Last week I had the opportunity (thanks Alton!) to attend the launch event for the Palo Alto Longevity Prize. In short, it’s a $1m prize for substantial progress on “hacking the code of aging”. The Washington Post has more.
$1m is not a lot of money for this. But the hope is that by explicitly saying: “We want people to hack aging, and we will give anyone who does it a prestigious prize” it may attract key scientists already working on this, and also help legitimize the background assumption that aging *is* a disease which *should* be cured.
I have a lot of sympathy with this (h/t Nick Bostrom’s The Fable of the Dragon-Tyrant). I also see how curing aging could cause deep social problems. Some remarks I made in a facebook discussion:
I’m actually a little skeptical about the social effects of indefinite lifespan. Max Planck’s notion that “science advances one funeral at a time” is witty, yes, but I think it also largely rings true.
I think we can extend this and say a primary driver of social change is that there’s a constant influx of young people, with newer ideas and more open minds– and that the older, higher-status people who have their hands on the levers of power slowly die off to make room for them.
Death, being the great equalizer, may also incentivize altruism. He who dies with the most toys still dies, after all– unless indefinite lifespan is possible, at which point why give as much to charity, since you might need it later?
This system is terribly inefficient and rather cruel in many ways. But it’s also a time-tested process that sustains society’s dynamism. I am (of course!) in favor of curing aging, but I think there are many potential hidden ‘gotchas’ involved, and I don’t think they’ll be trivial. (Note: brain plasticity-enhancing drugs or prosthetics may help with some of these problems, but I think they’ll have to work around fundamental limitations.)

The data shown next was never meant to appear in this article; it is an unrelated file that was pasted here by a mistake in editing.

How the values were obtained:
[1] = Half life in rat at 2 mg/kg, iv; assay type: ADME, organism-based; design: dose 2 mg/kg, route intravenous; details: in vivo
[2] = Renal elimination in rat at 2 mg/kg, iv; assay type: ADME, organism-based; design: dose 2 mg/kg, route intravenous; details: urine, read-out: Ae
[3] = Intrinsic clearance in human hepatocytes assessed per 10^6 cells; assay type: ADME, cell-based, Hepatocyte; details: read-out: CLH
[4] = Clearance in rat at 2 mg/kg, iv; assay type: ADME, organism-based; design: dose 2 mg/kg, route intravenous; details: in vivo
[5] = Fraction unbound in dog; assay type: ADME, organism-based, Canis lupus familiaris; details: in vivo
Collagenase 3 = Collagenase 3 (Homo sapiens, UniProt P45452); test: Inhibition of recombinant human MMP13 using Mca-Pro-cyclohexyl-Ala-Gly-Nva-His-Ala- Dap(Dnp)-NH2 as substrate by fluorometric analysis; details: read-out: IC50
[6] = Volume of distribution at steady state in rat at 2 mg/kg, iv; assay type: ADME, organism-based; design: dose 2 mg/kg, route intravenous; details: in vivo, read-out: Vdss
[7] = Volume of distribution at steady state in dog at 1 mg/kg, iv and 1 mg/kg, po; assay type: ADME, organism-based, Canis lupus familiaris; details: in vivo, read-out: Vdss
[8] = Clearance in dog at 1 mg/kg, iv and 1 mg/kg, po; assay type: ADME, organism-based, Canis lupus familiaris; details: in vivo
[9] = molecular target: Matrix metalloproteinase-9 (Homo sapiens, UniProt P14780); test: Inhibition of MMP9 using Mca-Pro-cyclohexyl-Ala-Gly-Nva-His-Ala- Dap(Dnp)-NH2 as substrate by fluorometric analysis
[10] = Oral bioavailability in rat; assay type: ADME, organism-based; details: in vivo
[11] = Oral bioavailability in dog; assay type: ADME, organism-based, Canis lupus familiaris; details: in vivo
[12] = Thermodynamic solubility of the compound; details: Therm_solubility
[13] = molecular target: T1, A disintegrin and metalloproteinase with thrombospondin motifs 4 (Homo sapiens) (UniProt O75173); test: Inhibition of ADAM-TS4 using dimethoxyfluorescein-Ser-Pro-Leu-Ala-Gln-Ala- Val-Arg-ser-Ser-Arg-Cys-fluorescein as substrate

Here are my notes from the event itself:
The event was really interesting. Lots of interesting folks and interesting conversations.
Basically, some venture capitalists got together and organized a $1m for making significant progress in curing aging in a model organism. Not a boatload of money, but people are scale-insensitive and tend to be prestige-driven, so it’ll probably work just fine as a carrot.
But what does “curing aging” mean? The prize committee had to address two very hard questions:
What IS aging? (What do we lose as we grow older?)
What’s a good, simple, easily-measurable proxy for aging?
Joon Yun (the organizer) settled on the following:
– Aging is most usefully understood as the loss of “homeostatic capacity”: that is to say, our bodies are less able to maintain stability (homeostasis) in the face of various kinds of stress.
– Heart-rate variability (HRV) is a very useful quick-and-dirty proxy for homeostatic capacity. I.e., a variable (within limits!) heart-rate is very highly correlated with our ability to maintain homeostasis (physiological stability). HRV goes up when we eat right, exercise, get good sleep, etc, and goes down under stress, when we age, etc etc. All the correlations are evidently pretty solid.
I was a bit surprised– I hadn’t seen this argument before, but it did seem there’s a lot of circumstantial evidence pointing toward this as a reasonably accurate proxy. It’s also incredibly simple, non-invasive, and apparently has a global footprint, which is nice. Is it the absolute best proxy for health? Well, probably not, but we could do worse.
– Healthcare to date has basically involved propping up someone’s homeostasis until their homeostatic capacity can take over and get them back to healthy. This doesn’t work when someone’s homeostatic capacity is itself damaged. So we’re good at prolonging life, but not at giving people back their resilience. What healthcare really needs to do is figure out how to fix peoples’ homeostatic capacity.
– Trying to fix aging is hard. But, even attempts that fail earn a consolation prize: we learn what doesn’t work. This stuff is valuable even if no huge leaps come of it. And you gotta start somewhere!
– The brain matters a lot, and an aging brain can cause all sorts of tricky problems. Often, when it looks like an organ is failing, it’s actually the brain’s regulation of that organ that’s malfunctioning. Avoid stressful situations if you don’t want your brain to mismanage its regulation of your organs!
– I got the distinct impression that if you ask 1000 scientists what aging is, how to cure it, and what a good practical proxy for health is, you’ll get 1000 different answers.